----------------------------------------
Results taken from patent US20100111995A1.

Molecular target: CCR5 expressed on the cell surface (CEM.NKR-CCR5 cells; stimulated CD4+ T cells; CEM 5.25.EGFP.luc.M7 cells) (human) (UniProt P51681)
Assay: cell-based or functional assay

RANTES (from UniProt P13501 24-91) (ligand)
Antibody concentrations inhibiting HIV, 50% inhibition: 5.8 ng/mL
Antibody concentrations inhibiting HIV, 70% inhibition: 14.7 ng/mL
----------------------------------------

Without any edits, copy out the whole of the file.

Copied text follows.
Results taken from patent US20100111995A1.

Molecular target: CCR5 expressed on the cell surface (CEM.NKR-CCR5 cells; stimulated CD4+ T cells; CEM 5.25.EGFP.luc.M7 cells) (human) (UniProt P51681)
Assay: cell-based or functional assay

RANTES (from UniProt P13501 24-91) (ligand)
Antibody concentrations inhibiting HIV, 50% inhibition: 5.8 ng/mL
Antibody concentrations inhibiting HIV, 70% inhibition: 14.7 ng/mL